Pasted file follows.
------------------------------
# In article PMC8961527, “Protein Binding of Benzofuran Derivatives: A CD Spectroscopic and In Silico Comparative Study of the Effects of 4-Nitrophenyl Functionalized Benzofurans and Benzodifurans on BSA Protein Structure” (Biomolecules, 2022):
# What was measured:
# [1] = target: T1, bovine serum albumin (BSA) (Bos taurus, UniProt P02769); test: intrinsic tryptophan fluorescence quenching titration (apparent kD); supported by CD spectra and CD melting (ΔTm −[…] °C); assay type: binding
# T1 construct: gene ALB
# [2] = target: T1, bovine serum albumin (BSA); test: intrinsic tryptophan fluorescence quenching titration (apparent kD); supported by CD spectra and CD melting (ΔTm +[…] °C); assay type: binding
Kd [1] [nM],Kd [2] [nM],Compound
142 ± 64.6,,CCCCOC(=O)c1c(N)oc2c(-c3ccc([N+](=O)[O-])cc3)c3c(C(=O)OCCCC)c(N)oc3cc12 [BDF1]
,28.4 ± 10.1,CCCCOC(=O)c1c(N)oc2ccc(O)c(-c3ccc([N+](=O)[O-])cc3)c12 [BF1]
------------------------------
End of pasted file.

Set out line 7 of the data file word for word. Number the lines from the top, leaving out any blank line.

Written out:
142 ± 64.6,,CCCCOC(=O)c1c(N)oc2c(-c3ccc([N+](=O)[O-])cc3)c3c(C(=O)OCCCC)c(N)oc3cc12 [BDF1]